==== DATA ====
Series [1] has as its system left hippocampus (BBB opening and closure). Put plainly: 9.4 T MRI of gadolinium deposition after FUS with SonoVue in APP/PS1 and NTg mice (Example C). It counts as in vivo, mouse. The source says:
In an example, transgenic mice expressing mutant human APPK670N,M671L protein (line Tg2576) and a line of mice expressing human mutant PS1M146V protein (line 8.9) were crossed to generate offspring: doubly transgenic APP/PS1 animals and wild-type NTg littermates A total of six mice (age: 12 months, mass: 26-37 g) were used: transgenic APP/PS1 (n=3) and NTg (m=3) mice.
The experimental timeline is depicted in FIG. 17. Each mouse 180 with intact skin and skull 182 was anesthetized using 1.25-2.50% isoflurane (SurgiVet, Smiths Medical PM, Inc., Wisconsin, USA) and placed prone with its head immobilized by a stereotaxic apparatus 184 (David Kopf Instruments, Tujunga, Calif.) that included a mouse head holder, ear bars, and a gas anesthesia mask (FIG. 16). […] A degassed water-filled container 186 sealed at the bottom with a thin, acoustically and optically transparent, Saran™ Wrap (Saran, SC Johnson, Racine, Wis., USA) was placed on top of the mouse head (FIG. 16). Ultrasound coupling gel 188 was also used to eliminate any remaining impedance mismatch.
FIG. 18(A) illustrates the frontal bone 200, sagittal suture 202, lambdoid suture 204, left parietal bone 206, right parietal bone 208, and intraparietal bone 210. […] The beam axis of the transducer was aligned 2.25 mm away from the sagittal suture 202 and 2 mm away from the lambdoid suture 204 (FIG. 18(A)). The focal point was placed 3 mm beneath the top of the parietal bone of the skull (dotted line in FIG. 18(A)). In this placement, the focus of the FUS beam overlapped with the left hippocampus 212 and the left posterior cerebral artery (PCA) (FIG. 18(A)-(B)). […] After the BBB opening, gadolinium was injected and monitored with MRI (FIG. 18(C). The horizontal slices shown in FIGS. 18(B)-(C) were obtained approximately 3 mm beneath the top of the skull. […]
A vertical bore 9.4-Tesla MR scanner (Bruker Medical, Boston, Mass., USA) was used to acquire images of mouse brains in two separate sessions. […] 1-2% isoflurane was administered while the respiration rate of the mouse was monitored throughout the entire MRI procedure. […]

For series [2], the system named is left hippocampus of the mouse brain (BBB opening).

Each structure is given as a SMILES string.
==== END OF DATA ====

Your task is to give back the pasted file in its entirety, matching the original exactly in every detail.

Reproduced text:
Series [1] has as its system left hippocampus (BBB opening and closure). Put plainly: 9.4 T MRI of gadolinium deposition after FUS with SonoVue in APP/PS1 and NTg mice (Example C). It counts as in vivo, mouse. The source says:
In an example, transgenic mice expressing mutant human APPK670N,M671L protein (line Tg2576) and a line of mice expressing human mutant PS1M146V protein (line 8.9) were crossed to generate offspring: doubly transgenic APP/PS1 animals and wild-type NTg littermates A total of six mice (age: 12 months, mass: 26-37 g) were used: transgenic APP/PS1 (n=3) and NTg (m=3) mice.
The experimental timeline is depicted in FIG. 17. Each mouse 180 with intact skin and skull 182 was anesthetized using 1.25-2.50% isoflurane (SurgiVet, Smiths Medical PM, Inc., Wisconsin, USA) and placed prone with its head immobilized by a stereotaxic apparatus 184 (David Kopf Instruments, Tujunga, Calif.) that included a mouse head holder, ear bars, and a gas anesthesia mask (FIG. 16). […] A degassed water-filled container 186 sealed at the bottom with a thin, acoustically and optically transparent, Saran™ Wrap (Saran, SC Johnson, Racine, Wis., USA) was placed on top of the mouse head (FIG. 16). Ultrasound coupling gel 188 was also used to eliminate any remaining impedance mismatch.
FIG. 18(A) illustrates the frontal bone 200, sagittal suture 202, lambdoid suture 204, left parietal bone 206, right parietal bone 208, and intraparietal bone 210. […] The beam axis of the transducer was aligned 2.25 mm away from the sagittal suture 202 and 2 mm away from the lambdoid suture 204 (FIG. 18(A)). The focal point was placed 3 mm beneath the top of the parietal bone of the skull (dotted line in FIG. 18(A)). In this placement, the focus of the FUS beam overlapped with the left hippocampus 212 and the left posterior cerebral artery (PCA) (FIG. 18(A)-(B)). […] After the BBB opening, gadolinium was injected and monitored with MRI (FIG. 18(C). The horizontal slices shown in FIGS. 18(B)-(C) were obtained approximately 3 mm beneath the top of the skull. […]
A vertical bore 9.4-Tesla MR scanner (Bruker Medical, Boston, Mass., USA) was used to acquire images of mouse brains in two separate sessions. […] 1-2% isoflurane was administered while the respiration rate of the mouse was monitored throughout the entire MRI procedure. […]

For series [2], the system named is left hippocampus of the mouse brain (BBB opening).

Each structure is given as a SMILES string.